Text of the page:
A tour helicopter and a light aircraft have collided near New York City and crashed into the Hudson River, the US Coast Guard says.

The collision occurred between Hoboken, in New Jersey, and Manhattan, just across the river.

Divers are searching for survivors. Reports suggest one person has been found; their condition is unknown.

Television footage showed rescue craft heading to the site from both sides of the Hudson River.

"It hit the water like a stone," a woman told local television station NY1.

"I saw a piece of metal, I saw a helicopter, the helicopter went down, and that was it. I heard no noise, and no smoke or fire."

Other witnesses described seeing debris - including the plane's wing - falling into the water.

"We saw the helicopter propellers fly all over," said Hoboken resident Katie Tanski.

The helicopter was operated by Liberty Helicopters, a sightseeing company that flies tourists around sites such as the Statue of Liberty and Ellis Island.

Six people were believed to be on board, US media reports said.

The light plane took off from Teterboro Airport in New Jersey, aviation officials said. It is not known how many people were on the plane.

The weather at the time of the collision, noon local time (1600 GMT), was said to be clear and mild.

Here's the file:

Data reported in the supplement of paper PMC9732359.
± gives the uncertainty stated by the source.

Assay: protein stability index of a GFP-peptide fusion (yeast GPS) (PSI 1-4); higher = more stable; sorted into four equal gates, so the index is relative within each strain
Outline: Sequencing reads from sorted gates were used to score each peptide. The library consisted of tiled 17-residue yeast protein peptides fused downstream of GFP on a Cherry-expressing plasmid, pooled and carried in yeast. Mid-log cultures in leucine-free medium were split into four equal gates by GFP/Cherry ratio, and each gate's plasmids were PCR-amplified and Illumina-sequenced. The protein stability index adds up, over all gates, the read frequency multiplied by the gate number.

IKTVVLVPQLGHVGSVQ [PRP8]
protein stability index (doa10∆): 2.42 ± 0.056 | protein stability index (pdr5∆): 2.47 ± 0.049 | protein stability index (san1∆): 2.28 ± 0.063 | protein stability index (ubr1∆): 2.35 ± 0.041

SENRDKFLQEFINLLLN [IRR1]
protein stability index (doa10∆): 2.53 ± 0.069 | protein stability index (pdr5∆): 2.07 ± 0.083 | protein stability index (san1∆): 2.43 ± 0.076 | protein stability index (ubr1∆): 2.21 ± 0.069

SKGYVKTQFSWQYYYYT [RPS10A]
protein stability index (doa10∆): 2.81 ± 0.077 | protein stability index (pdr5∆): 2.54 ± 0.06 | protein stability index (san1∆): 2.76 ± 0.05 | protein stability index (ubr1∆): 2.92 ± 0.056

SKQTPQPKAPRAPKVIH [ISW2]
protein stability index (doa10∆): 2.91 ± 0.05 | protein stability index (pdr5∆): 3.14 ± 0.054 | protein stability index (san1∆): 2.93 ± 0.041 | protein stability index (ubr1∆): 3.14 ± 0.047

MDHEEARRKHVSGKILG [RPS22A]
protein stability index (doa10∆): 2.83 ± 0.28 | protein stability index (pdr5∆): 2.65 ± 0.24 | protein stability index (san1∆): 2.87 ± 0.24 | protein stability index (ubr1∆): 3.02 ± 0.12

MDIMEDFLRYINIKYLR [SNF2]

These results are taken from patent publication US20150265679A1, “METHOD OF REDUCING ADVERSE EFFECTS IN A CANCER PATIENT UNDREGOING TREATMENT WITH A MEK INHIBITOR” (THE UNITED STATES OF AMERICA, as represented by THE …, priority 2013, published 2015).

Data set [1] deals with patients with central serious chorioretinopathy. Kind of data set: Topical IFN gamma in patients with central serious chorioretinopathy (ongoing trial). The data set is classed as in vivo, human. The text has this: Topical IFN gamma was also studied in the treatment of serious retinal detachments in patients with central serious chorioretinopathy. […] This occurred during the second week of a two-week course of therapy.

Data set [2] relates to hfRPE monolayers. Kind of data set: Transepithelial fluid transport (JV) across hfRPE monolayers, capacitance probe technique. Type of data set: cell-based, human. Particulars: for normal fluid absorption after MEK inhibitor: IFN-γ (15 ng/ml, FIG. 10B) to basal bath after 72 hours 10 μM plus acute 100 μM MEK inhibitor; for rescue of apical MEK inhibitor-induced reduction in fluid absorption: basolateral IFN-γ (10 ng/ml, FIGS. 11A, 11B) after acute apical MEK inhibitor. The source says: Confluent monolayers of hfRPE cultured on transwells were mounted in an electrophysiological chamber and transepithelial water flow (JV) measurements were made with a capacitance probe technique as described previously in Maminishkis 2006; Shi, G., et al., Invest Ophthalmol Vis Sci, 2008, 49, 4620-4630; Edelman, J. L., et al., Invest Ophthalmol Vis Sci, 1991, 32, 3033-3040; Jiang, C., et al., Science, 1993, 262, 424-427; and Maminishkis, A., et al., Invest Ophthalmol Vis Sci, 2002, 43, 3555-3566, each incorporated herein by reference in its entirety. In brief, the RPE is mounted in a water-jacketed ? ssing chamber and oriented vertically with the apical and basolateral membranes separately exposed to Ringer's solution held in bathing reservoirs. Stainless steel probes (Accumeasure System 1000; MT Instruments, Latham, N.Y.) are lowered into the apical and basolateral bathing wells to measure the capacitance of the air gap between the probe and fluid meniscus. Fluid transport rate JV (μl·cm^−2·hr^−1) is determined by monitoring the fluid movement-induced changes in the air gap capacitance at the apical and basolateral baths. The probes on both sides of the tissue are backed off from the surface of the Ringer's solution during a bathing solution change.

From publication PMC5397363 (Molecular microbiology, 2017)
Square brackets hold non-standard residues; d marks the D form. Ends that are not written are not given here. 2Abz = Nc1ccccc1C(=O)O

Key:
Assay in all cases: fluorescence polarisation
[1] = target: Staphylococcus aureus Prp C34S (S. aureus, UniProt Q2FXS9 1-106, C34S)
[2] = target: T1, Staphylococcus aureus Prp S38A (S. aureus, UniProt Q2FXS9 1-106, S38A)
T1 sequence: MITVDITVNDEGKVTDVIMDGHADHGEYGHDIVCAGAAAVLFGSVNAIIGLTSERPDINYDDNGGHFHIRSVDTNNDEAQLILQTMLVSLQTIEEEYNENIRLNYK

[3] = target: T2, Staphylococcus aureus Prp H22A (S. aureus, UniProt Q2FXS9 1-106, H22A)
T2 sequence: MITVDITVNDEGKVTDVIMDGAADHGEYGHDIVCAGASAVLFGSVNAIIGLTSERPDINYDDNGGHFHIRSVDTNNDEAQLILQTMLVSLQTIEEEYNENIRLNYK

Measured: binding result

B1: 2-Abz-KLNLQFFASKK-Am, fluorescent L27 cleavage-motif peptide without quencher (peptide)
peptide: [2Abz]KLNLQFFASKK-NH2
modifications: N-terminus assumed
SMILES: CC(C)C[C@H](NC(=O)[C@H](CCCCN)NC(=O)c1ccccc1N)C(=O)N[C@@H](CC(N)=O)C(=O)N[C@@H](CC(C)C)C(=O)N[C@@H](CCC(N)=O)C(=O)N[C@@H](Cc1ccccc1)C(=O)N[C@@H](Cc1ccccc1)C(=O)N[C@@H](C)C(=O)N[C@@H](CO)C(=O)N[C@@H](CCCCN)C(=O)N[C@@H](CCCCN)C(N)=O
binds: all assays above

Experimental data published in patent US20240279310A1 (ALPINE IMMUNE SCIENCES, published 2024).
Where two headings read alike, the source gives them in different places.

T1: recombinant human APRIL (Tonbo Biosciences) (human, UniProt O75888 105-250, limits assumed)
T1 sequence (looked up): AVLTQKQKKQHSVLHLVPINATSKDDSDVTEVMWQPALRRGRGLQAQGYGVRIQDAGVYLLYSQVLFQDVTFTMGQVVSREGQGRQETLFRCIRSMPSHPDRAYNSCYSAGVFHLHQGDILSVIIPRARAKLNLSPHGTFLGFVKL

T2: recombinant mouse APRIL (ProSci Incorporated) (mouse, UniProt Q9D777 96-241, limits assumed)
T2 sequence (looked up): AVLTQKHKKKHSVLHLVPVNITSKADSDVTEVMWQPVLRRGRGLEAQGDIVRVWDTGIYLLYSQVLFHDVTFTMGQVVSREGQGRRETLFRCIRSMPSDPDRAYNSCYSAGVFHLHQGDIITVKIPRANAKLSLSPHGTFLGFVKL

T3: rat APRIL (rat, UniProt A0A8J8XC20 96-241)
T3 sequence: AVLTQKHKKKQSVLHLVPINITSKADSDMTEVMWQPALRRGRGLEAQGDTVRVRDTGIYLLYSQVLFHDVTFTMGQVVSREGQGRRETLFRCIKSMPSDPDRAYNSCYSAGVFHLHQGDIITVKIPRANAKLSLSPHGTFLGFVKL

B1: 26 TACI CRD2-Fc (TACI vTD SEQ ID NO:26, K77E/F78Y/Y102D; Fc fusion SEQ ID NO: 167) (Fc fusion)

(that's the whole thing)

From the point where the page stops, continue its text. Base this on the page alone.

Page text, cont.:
In January, a passenger plane with 155 people aboard ditched into the Hudson River without loss of life, after apparently hitting a flock of geese.

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HSBC global profits halve to $5bn

Banking group HSBC saw pre-tax profits halve to $5bn (£2.98bn) in the first six months of 2009.


Rising bad debts in the US, Europe and Asia forced it to write-off $13.9bn - 39% more than the same period in 2008.

Earlier Barclays also announced pre-tax half-year profits of £2.98bn boosted by its investment banking arm.

HSBC is in the process of closing most of its retail lending operations in the US, having taken hefty losses from mortgages which went unpaid.

Its US consumer lending business, Household International, which is being wound down after being devastated by the credit crunch, saw a $2.9bn pre-tax loss for the period.

But HSBC gained from record investment banking profits of $6.3bn during the first half of the year.

BBC business editor Robert Peston said its profits were a story of "resilience in the face of extraordinary losses on loans".

"Of all the big banks in the US and UK, HSBC is the one that comes closest to being able to claim - without stretching credibility too much - that it's a proper commercial operation, not too reliant on finance or insurance from taxpayers," he said.

Unlike many of its peers, HSBC has not had to go to governments for extra cash.

It decided instead to ask existing shareholders for more money through a rights issue in April, which raised $17.8bn.


The bank said results were better than it had expected in an "unprecedented" economic climate.

Chairman Stephen Green added it was likely that "we have passed, or are about to pass" the bottom of the cycle in financial markets.

But he said: "The timing, shape and scale of any recovery in the wider economy remains highly uncertain."

HSBC has tried to increase its share of the the UK mortgage market, as rivals remain less willing to lend, or have withdrawn altogether.

The bank has committed £15bn for new mortgage lending in the UK - and said that £6.7bn had been lent during the first half of the year.

Lloyds Banking Group and Royal Bank of Scotland will report their half-year results later this week.